This week I’ve readnumerous blogs, articles and personal comments from writers and wanna-bees, tryingto downplay, and almost frighten people of self-publishing. In everything I’ve read, I walked away with areally, funny feeling and a constant, nagging question: Who are you trying toconvince…me or you?
The current popularityof what was once known as the “vanity” press has gone from the household noveltyto a tool for the everyman to stake their claim in the writing world. Several authorswho chose to go the independent route have made a name for themselves, and evengarnered a “traditional” publishing contract. Some gained the attention of prominentliterary agents and had their work further shopped and sold for movies andtelevision as well as books.
So, what’s the problem?
The articles, whilewell written and often quite amusing; have a tendency to come off as antagonisticand abusive, like meeting up with the local bully on the playground who youknow deep down is jealous and intimidated by you, but in their fear beat youdown.
So…why are you afraidof me…the independent writer?
I didn’t write and self-publishmy novel to become famous or rich. Nor did I write and self-publish my novel togain notoriety or steal your fifteen minutes of fame away from you. I wrote andself-published my novel because I love to write and had something to say aboutthe world I live in. I have something to say, I want to shout it from the rooftopsand no one, and I mean no one, evertells me “no.” That’s why I write,and that’s why after 400 plus rejections from literary agents and publishinghouses, I chose to go the independent route and self-publish. I didn’t do itout of spite or to give my rejecters the finger for not taking me on…I did itbecause I was tired of reading the same implausible stories over and over againthat didn’t reflect people the way I know them to be. Selfishly, I did it for me.
Toni Morrison, authorof Beloved and many other wonderfully real and honest books, once said, “If there's abook that you want to read, but it hasn't been written yet, then you must writeit.”
Andif that doesn’t sit well with critics, don’t wait for me to apologize becauseit isn’t going to happen. Not now, and not while I publish my next eightnovels.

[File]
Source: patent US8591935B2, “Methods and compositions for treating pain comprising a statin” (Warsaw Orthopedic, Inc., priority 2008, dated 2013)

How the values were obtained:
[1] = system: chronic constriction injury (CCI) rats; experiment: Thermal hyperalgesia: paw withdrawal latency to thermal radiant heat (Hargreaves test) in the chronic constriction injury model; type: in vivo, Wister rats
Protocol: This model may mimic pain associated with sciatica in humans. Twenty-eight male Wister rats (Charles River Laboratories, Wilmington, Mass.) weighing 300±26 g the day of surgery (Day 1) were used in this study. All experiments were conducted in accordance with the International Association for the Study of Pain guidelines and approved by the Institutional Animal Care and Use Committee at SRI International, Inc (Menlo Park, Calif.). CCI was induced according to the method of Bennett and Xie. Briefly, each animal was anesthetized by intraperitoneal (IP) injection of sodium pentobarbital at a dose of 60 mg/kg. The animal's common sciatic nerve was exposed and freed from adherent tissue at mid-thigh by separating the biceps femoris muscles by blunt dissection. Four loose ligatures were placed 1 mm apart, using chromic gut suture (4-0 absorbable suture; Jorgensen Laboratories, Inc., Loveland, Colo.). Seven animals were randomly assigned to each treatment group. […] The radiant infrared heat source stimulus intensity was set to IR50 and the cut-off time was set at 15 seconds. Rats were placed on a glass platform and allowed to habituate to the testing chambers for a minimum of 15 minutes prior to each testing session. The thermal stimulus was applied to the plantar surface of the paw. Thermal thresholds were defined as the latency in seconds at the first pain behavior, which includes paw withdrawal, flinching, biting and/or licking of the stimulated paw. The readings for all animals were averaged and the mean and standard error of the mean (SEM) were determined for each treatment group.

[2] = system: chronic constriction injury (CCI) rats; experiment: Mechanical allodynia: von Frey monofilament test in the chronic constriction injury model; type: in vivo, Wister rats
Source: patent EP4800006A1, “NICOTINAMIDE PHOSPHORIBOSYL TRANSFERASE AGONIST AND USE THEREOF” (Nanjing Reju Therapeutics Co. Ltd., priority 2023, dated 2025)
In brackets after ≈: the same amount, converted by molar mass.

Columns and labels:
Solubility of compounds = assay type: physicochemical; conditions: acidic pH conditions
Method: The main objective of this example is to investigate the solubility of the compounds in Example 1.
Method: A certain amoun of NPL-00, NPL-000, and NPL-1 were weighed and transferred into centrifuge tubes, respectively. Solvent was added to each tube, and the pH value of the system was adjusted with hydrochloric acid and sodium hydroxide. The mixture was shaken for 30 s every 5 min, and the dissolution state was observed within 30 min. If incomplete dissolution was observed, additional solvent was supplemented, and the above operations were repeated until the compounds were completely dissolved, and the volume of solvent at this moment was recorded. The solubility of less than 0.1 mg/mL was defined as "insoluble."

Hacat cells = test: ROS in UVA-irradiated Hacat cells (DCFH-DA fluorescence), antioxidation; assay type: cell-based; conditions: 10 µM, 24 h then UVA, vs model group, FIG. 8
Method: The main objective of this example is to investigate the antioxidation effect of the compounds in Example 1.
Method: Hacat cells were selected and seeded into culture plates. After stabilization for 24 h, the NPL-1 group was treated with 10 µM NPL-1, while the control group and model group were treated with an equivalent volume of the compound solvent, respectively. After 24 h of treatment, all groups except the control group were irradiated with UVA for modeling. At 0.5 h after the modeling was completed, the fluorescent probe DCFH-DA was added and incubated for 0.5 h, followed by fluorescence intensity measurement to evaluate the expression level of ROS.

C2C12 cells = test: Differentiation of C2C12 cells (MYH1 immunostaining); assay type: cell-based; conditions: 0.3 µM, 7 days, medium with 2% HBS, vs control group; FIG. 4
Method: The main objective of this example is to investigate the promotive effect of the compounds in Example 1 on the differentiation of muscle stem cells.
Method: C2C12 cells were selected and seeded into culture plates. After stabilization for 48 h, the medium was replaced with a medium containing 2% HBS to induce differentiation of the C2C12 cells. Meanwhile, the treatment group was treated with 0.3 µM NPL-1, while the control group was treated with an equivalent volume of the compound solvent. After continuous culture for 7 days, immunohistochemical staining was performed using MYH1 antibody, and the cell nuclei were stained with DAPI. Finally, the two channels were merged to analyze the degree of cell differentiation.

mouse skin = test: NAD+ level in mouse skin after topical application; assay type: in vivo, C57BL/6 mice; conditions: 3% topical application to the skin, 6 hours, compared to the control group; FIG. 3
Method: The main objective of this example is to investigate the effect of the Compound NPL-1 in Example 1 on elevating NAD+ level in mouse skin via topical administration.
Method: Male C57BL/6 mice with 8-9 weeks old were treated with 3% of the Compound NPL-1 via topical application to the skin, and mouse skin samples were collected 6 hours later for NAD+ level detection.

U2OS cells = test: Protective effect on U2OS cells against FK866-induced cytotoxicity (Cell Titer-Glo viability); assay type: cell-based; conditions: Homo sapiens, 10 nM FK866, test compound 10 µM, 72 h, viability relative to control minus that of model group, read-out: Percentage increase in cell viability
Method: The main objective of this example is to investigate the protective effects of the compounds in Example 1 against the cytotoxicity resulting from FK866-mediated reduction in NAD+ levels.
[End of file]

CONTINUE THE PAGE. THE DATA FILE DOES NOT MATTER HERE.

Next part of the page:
Incase you are curious, take a look at this list of some pretty famous self-publishedbooks. I think I might understand whythese bullies are so scared.
Remembranceof things Past, by Marcel Proust
Ulysses,by James Joyce
TheAdventures of Peter Rabbit, by Beatrix Potter
ATime to Kill, by John Grisham
TheWealthy Barber, by David Chilton
TheBridges of Madison County
WhatColor is Your Parachute?
InSearch of Excellence by Tom Peters
TheCelestine Prophecy by James Redfield
TheElements of Style by William Strunk, Jr. (and his student E. B. White)
TheJoy of Cooking
WhenI Am an Old Woman I Shall Wear Purple
Life’sLittle Instruction Book
Robert’sRules of Order
Here is a short, butimpressive list of other famous writers who self-published:
Deepak Chopra, GertrudeStein, Zane Grey, Upton Sinclair, Carl Sandburg, Ezra Pound, Mark Twain, EdgarRice Burroughs, Stephen Crane, Bernard Shaw, Anais Nin, Thomas Paine, VirginiaWolff, e.e. Cummings, Edgar Allen Poe, Rudyard Kipling, Henry David Thoreau, BenjaminFranklin, Walt Whitman, Alexandre Dumas, William E.B. DuBois and Beatrix Potter
And last but not least,check out this list of rejected writers…
PearlS. Buck - The Good Earth - 14 times
NormanMailer - The Naked and the Dead - 12 times
PatrickDennis- Auntie Mame - 15 times
GeorgeOrwell - Animal Farm
RichardBach - Jonathan Livingston Seagull - 20 times
JosephHeller - Catch-22 - 22 times (!)
MaryHiggins Clark - first short story - 40 times
AlexHaley - before Roots - 200 rejections
RobertPersig - Zen and the Art of Motorcycle Maintenance - 121 times
JohnGrisham - A Time to Kill - 15 publishers and 30 agents (he ended up publishingit himself -- My hero!)
ChickenSoup for the Soul - 33 times
Dr.Seuss - 24 times
LouisL'Amour - 200 rejections
JackLondon - 600 before his first story
JohnCreasy - 774 rejections before selling his first story. He went on to write 564books, using fourteen names.
JerzyKosinski (The Painted Bird and Being There)- 13 agents and 14 publishersrejected his best-selling novel when he submitted it under a different name,including Random House, which had originally published it.
Diaryof Anne Frank
Duringhis entire lifetime, Herman Melville's timeless classic, Moby Dick, sold only3,715 copies.